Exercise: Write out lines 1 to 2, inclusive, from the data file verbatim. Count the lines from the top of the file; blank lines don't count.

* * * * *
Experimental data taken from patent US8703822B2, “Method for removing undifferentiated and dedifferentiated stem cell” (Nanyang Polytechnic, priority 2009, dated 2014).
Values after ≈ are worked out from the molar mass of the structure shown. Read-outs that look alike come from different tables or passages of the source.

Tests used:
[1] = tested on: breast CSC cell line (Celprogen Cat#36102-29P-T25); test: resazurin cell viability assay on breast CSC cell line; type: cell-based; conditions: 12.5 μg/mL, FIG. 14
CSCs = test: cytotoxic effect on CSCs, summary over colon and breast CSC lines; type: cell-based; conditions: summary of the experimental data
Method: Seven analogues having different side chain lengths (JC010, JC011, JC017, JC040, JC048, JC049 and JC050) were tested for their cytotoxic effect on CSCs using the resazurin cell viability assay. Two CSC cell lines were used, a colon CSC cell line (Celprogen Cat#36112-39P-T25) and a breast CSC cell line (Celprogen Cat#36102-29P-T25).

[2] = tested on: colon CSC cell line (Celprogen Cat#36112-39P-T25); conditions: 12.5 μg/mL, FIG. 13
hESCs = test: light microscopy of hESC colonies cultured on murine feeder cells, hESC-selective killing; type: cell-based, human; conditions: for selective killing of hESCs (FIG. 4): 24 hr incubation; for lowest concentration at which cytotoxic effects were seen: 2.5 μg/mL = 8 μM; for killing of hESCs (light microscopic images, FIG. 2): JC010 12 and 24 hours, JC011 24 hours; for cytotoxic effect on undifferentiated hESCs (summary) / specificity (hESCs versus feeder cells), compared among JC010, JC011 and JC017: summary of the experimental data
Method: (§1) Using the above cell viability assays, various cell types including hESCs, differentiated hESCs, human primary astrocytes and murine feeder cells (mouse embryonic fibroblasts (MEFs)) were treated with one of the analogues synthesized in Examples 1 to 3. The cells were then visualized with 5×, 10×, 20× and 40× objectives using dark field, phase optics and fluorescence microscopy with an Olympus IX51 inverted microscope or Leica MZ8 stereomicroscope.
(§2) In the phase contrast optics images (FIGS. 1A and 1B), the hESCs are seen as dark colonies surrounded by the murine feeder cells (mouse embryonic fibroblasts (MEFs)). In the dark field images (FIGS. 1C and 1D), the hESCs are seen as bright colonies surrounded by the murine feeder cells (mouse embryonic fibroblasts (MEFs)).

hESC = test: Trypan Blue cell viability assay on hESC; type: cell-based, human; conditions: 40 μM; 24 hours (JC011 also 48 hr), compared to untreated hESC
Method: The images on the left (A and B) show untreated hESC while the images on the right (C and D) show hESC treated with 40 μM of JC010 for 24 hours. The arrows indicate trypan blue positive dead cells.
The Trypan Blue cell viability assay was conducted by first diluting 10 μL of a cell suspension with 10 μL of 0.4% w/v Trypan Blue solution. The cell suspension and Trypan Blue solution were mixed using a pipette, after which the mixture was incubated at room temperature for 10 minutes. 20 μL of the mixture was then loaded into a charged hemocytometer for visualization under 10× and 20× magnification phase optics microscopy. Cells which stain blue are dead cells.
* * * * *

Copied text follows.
Experimental data taken from patent US8703822B2, “Method for removing undifferentiated and dedifferentiated stem cell” (Nanyang Polytechnic, priority 2009, dated 2014).
Values after ≈ are worked out from the molar mass of the structure shown. Read-outs that look alike come from different tables or passages of the source.